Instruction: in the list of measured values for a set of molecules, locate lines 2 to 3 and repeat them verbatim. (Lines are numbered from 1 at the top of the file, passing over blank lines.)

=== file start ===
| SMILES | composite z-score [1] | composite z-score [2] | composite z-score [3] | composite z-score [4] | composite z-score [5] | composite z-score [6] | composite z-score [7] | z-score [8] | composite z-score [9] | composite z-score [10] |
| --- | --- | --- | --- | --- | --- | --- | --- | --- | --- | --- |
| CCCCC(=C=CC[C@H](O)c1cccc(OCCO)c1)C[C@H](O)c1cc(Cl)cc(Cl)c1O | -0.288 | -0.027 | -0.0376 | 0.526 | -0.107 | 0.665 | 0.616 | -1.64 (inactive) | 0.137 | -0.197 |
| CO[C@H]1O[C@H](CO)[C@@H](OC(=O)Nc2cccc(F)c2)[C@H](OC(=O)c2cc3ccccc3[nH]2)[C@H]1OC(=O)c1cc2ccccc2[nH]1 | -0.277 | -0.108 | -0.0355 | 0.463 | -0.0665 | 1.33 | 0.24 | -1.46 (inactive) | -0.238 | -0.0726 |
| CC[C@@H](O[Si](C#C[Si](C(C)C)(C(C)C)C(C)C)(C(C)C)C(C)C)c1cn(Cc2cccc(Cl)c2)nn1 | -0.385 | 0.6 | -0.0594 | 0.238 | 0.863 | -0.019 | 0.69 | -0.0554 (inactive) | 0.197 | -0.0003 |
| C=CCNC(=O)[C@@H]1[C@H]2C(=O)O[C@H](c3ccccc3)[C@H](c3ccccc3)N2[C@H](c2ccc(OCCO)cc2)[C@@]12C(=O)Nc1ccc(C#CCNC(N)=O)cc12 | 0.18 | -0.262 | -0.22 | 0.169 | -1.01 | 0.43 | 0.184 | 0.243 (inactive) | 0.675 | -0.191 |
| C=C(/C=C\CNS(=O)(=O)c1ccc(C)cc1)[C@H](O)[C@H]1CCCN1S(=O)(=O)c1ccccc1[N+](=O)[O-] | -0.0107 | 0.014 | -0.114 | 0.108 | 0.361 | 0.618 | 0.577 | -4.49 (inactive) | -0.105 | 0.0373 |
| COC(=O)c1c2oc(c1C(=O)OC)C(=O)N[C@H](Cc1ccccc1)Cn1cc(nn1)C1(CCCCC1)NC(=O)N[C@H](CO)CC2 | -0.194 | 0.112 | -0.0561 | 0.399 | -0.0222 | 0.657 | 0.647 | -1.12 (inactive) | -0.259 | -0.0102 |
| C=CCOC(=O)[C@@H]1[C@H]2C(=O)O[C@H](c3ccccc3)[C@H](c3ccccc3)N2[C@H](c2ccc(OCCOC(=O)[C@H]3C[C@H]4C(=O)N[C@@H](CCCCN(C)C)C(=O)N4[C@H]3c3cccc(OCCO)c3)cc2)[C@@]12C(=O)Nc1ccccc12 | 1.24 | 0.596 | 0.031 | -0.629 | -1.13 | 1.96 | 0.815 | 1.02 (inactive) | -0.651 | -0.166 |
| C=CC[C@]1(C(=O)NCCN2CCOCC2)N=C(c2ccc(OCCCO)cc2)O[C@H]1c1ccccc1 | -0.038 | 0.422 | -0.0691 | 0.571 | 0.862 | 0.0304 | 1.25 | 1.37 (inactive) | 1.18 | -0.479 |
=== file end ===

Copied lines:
| --- | --- | --- | --- | --- | --- | --- | --- | --- | --- | --- |
| CCCCC(=C=CC[C@H](O)c1cccc(OCCO)c1)C[C@H](O)c1cc(Cl)cc(Cl)c1O | -0.288 | -0.027 | -0.0376 | 0.526 | -0.107 | 0.665 | 0.616 | -1.64 (inactive) | 0.137 | -0.197 |